Richards v. State

Annotate this Case

461 N.E.2d 744 (1984)

Ronald E. RICHARDS, Jr., Appellant (Defendant below), v. STATE of Indiana, Appellee (Plaintiff below).

No. 3-883A266.

Court of Appeals of Indiana, Third District.

April 10, 1984.

Rehearing Denied June 18, 1984.

*745 Kenneth R. Scheibenberger, Lebamoff Law Offices, Fort Wayne, for appellant.

Linley E. Pearson, Atty. Gen., Indianapolis, for appellee.

HOFFMAN, Judge.

On July 8, 1982, Officer Robert Schneider of the Fort Wayne Police Department visited the Cinema Blue Theatre, in Fort Wayne, Indiana. Schneider selected a videotape and approached the cashier. Appellant Ronald Richards rang up the sale and handed Schneider the video cassette "Girlfriends."

Shortly thereafter, Richards was charged with distributing obscene matter for consideration, IND. CODE § 35-30-10.1-2. Following a jury trial, Richards was convicted and sentenced. Richards appeals from the judgment of conviction.

Richards first contends that "Girlfriends" represents protected expression under the First and Fourteenth Amendments to the Constitution of the United States.

IND. CODE § 35-30-10.1-2 provides as follows:

"Importation, sale, or distribution of obscene materials Sec. 2. A person who knowingly or intentionally: (1) sends or brings into Indiana obscene matter for sale or distribution; or (2) offers to distribute, distributes, or exhibits to another person obscene matter; commits a Class A misdemeanor."

Materials are considered obscene when:

1) the average person, applying contemporary community standards, finds that the dominant theme of the matter or performance, taken as a whole, appeals to the prurient interest in sex; 2) the matter or performance depicts or describes in a patently offensive way, sexual conduct; and 3) the matter or performance, taken as a whole, lacks serious literary, artistic, political, or scientific value.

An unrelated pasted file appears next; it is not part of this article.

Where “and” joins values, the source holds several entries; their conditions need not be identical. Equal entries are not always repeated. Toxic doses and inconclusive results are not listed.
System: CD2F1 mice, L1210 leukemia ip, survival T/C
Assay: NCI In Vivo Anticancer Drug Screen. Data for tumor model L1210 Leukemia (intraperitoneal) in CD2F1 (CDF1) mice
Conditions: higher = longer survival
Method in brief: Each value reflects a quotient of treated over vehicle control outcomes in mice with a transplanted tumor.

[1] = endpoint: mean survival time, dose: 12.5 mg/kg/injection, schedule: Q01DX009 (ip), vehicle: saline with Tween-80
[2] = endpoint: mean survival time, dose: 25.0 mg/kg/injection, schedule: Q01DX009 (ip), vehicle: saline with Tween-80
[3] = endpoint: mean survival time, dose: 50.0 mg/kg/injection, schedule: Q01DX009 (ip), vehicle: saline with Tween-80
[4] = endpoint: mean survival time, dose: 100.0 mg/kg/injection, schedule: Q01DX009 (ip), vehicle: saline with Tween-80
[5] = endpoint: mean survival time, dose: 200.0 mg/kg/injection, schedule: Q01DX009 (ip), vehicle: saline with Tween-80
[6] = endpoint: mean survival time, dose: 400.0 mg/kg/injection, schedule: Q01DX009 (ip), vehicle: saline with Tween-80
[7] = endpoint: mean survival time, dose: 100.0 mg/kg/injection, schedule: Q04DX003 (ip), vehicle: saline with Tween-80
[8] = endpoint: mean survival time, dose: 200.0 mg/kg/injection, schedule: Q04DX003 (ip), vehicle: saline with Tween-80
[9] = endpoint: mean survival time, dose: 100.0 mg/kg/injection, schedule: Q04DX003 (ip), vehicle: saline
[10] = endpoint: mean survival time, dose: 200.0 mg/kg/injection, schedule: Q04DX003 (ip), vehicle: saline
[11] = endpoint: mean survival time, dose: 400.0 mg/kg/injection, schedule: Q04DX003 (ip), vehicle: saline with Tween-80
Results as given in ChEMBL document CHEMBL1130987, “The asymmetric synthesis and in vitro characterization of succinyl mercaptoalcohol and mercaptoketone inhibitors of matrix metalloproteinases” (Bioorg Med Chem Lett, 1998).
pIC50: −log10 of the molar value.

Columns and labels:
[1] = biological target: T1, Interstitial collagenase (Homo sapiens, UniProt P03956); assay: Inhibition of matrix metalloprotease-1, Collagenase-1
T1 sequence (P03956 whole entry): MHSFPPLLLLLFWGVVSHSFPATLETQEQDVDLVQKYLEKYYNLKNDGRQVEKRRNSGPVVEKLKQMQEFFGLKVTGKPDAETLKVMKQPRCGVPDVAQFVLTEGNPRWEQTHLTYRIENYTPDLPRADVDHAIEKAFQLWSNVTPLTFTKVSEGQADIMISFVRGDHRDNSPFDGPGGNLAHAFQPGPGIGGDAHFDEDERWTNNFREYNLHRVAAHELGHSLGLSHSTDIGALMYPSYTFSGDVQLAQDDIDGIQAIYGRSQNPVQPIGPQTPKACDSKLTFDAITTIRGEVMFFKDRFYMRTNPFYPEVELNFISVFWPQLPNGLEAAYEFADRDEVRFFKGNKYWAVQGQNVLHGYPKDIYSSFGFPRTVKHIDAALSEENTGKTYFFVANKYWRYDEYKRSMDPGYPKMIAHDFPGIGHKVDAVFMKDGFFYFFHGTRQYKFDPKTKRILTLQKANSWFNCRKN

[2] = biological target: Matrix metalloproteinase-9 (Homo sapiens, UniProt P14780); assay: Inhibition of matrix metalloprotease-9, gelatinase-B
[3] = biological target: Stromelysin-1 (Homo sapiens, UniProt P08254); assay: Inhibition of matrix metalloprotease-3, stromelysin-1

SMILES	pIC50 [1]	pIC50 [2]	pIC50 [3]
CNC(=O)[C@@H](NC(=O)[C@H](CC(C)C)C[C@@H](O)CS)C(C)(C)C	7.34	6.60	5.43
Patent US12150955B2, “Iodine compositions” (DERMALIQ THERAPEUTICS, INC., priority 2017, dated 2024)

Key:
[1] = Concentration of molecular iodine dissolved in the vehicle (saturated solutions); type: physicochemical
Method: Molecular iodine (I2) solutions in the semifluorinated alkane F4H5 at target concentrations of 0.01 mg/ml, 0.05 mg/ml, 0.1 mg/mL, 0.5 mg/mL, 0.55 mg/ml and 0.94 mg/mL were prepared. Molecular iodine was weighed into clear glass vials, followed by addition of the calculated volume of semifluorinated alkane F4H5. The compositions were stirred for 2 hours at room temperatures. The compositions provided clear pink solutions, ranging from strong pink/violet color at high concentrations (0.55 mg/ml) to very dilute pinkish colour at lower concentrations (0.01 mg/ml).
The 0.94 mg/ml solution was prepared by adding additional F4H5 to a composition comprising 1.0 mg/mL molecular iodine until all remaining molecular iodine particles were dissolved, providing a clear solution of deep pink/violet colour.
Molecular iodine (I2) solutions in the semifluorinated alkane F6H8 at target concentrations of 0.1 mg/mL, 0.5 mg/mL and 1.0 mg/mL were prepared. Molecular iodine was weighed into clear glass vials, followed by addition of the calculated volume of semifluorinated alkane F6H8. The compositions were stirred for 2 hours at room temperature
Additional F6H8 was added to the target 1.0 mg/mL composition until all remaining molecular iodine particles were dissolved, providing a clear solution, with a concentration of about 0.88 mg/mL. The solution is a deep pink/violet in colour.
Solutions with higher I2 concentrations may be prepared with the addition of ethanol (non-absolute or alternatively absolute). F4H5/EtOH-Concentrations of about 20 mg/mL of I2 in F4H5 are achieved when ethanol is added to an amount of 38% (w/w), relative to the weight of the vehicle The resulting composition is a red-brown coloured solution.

IND. CODE § 35-30-10.1-1(c).

Those materials which satisfy this three-prong test for obscenity are not within the area of constitutionally protected speech or press. Ford v. State, (1979) Ind. App., 394 N.E.2d 250. See generally, Miller v. California, (1973) 413 U.S. 15, 93 S. Ct. 2607, 37 L. Ed. 2d 419; Sedelbauer v. State, (1981) Ind., 428 N.E.2d 206, cert. denied 455 U.S. 1035, 102 S. Ct. 1739, 72 L. Ed. 2d 153; Sedelbauer v. State, (1983) *746 Ind. App., 455 N.E.2d 1159; Peters v. State, (1983) Ind. App., 449 N.E.2d 311; McNeal v. State, (1982) Ind. App., 434 N.E.2d 127.

The film "Girlfriends" depicts a series of lesbian encounters. Women are depicted in a graphic manner engaging in acts of masturbation and cunnilingus. At one point in the film a mechanical "vibrator" is employed to stimulate sexual arousal. The material content of this production and the manner in which it is communicated presents sexual conduct in a patently offensive way. Similar materials have been held obscene by this Court and the Supreme Court of Indiana in Sedelbauer, supra; Peters, supra; and McNeal, supra. Therefore, Richards' contention that this material is protected speech must fail.

Richards next contends that the evidence adduced at trial was insufficient to prove that he knowingly or intentionally distributed obscene matter. Before a person can be convicted of distributing obscene material, he must have knowledge of the nature and contents of the material. Peters, supra; Porter v. State, (1982) Ind. App., 440 N.E.2d 690. This requirement, referred to as scienter, may be proved by circumstantial evidence. Sedelbauer, supra; Hagood v. State, (1979) Ind. App., 395 N.E.2d 315.

In the case at bar, Officer Schneider entered the Cinema Blue Theatre, where he observed magazine racks containing about two hundred fifty magazines wrapped in plastic. The magazine covers graphically depicted "various sex acts being committed by either two females and a male or three females and one male or two females together." A glass case in the room held various sexual paraphernalia. As stated by Chief Justice Givan in Sedelbauer, supra, 428 N.E.2d at 210:

"Any adult human being who could pick up the packages, above described, and sell them to a customer in a store, as above described, would indeed be out of touch with reality if he did not know and understand the nature of the object he was selling."

The evidence supports a reasonable inference that Richards knew the nature of the material he was selling.

Richards next contends that the trial court erred in overruling his objection to the court's instruction regarding "contemporary community standards." The court instructed the jury as follows:

"Contemporary community standards are determined by what the community of Allen County, Indiana as a whole in fact finds acceptable. The community as a whole is society at large, and not particular people or particular groups. In this regard, you should consider what is going on, not necessarily what ought to be going on. What some people think the community ought or ought not to tolerate is not important, nor is what you, as an individual juror, think is good or bad. You should judge how the average adult person in this community would view this material."